Of course no innovative marketing program is without risk. The program (and Citi as its sponsor) have received plenty of criticism for launch delays, technical glitches and complaints about the docking stations taking up precious street parking. (Why New York City gives up so much real estate for free or under-market parking for private cars is a topic for another post.) Two weeks after the program launched, the New York Times ran an article “2 Weeks In, Bike-Share Program Is Hitting Snags.” But with risk comes reward. As Citi’s Skyler told New York Magazine, “You get very few opportunities to cut through the noise and make an impression in the fabric of a city like New York, which is our hometown.”

Now that the program has launched, there are many ways that Citi could further leverage the program to reinforce and further strengthen the community benefits of the program. It is great that Citibike offers discounted memberships to NYCHA residents. Some of the many other ways Citi could further leverage the sponsorship would be to organize Meetups to bring together loyal Citibike fans, sponsor special bike rides for Citibike members, and provide special offers for Citi customers to get free / discounted memberships.

I also hope that more companies learn from Citi’s example and do similar community marketing programs. Some of many ideas include partnerships with schools, civic tech initiatives (such as Code for America), and developing innovative programs in conjunction with other essential city services such as the NYC Transit / MTA. As Citibike is showing, working to benefit the community can be a more effective form of marketing and brand-building than traditional advertising or sponsorships.

Oh, by the way, I still call it Shea.

I have no relationship, professional or otherwise, with Citibank and though I am an active cyclist I am not a Citibike member, as Citibike is not (yet) available in my neighborhood.

The Importance of Summer Internships

Go to any tech conference in New York City or the monthly NY Tech Meetup and you’re sure to hear entrepreneurs desperate to find good talent. Though the city and the nation are stuck in an era of high unemployment, there’s actually NEGATIVE unemployment in the tech sector – demand is so great that developers are working multiple jobs.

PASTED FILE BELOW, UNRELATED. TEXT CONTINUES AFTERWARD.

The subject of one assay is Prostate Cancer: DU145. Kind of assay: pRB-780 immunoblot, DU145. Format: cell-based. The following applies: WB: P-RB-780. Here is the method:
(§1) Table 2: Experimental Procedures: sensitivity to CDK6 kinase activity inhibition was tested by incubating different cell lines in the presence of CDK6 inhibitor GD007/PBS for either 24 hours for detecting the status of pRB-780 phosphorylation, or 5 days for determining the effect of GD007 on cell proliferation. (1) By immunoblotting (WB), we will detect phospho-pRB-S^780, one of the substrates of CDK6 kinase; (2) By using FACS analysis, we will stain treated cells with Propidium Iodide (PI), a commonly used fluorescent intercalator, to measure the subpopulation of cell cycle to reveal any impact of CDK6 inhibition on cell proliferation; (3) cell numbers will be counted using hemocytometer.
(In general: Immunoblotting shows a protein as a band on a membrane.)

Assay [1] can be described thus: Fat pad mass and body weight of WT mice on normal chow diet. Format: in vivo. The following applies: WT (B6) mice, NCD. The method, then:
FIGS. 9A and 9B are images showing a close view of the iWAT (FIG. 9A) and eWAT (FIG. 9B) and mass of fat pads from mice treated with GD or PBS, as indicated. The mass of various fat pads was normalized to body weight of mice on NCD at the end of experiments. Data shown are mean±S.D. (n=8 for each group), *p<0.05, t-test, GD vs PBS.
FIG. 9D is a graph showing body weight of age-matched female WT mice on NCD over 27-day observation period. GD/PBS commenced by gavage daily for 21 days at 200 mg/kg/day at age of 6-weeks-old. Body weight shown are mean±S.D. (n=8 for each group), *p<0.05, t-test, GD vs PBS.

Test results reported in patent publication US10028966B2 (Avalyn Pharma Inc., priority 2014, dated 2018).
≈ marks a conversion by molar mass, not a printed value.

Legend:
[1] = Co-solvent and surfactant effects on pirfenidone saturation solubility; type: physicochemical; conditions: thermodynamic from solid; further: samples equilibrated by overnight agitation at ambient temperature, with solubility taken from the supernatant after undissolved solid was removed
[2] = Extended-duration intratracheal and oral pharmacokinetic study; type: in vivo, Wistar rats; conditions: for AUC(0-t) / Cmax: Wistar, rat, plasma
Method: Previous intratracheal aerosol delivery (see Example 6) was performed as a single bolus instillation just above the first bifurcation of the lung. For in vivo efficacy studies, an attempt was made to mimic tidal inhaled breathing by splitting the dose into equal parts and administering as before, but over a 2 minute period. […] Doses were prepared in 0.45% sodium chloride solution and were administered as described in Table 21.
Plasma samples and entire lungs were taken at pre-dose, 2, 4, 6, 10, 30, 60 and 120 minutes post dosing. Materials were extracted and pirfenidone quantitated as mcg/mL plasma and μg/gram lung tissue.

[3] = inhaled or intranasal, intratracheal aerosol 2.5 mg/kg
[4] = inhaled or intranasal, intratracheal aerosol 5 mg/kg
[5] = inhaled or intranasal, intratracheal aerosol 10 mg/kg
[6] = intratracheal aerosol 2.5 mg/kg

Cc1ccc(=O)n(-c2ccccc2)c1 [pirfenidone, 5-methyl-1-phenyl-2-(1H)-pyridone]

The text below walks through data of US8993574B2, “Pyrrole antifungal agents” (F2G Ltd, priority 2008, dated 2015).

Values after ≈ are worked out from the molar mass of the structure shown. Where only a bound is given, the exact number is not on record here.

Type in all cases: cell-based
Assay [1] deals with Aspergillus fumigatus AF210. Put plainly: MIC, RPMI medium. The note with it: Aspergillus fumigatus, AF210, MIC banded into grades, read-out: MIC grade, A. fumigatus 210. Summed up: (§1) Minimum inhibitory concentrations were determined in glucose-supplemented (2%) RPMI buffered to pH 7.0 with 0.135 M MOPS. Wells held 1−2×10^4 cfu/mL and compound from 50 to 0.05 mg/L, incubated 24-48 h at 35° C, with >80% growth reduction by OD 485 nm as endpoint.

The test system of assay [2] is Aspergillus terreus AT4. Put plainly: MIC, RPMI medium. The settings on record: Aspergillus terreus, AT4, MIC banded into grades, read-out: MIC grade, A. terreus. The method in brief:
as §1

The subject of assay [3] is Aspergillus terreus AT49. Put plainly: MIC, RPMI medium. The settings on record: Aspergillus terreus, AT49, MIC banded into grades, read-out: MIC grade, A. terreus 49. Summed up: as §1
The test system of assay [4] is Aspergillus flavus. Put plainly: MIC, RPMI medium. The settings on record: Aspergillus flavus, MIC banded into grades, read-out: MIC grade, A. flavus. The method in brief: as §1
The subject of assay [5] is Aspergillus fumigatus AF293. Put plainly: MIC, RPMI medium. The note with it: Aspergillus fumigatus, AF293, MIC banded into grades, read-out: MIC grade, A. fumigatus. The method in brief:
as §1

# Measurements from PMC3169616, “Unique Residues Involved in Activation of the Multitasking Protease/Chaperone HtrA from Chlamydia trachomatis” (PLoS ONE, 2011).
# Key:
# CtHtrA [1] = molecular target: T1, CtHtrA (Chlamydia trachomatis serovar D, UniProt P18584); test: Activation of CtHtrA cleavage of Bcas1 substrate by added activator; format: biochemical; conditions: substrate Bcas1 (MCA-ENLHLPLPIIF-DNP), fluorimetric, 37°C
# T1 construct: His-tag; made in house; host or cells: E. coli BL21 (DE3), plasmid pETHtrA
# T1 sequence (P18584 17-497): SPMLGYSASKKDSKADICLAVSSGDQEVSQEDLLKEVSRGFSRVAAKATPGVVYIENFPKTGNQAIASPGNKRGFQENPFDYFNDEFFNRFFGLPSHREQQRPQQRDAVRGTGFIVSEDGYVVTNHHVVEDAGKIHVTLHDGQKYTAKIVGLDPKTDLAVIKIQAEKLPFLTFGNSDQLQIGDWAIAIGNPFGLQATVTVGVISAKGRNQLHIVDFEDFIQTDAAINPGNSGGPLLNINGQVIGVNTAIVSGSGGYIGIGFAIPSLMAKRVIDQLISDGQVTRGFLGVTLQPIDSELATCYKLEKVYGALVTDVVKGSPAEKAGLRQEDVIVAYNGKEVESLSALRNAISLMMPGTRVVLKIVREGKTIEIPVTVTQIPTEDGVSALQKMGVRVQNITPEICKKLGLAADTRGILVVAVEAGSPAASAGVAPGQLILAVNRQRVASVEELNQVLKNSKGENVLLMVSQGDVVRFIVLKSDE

At the same time, New York City’s Department of Education is working to ensure that students are prepared to face the real world, by being ready for college or careers when they graduate from high school. A proven way to help high school students prepare for their post-secondary life is by gaining meaningful work experience through internships.

I am pleased to be working with NYC’s Department of Education to help identify businesses and organizations to host summer interns who are participating in the CTE Summer Scholars program. This program recruits students from a number of New York City’s strongest Career and Technical Education (CTE) programs in IT, advertising and media. Rising seniors and juniors who have been selected through a rigorous application process are matched with host organizations based on their skills and interests and the focus and needs of the host company. The students will work on-site Mondays – Wednesdays and will attend classes and workshops on Thursdays – Fridays.

Companies can be creative in deciding on the work they give to interns – it’s a great opportunity to have extra capacity to manage projects such as social media monitoring, online research / competitive analysis of websites and apps, inventorying of IT systems and networks, web design, art & design, video editing, and multimedia library management.

In addition to getting motivated young people helping out for the summer, companies will get great exposure and goodwill in the community and with leaders in NYC government. Plus, the program is funded by a generous grant from Bank of America so the students receive a paycheck (often for the first time in their lives) without any cost to the host organization.

We are currently identifying organizations that will host students this summer. If you are interested in serving as a host organization, please contact me at rich (at)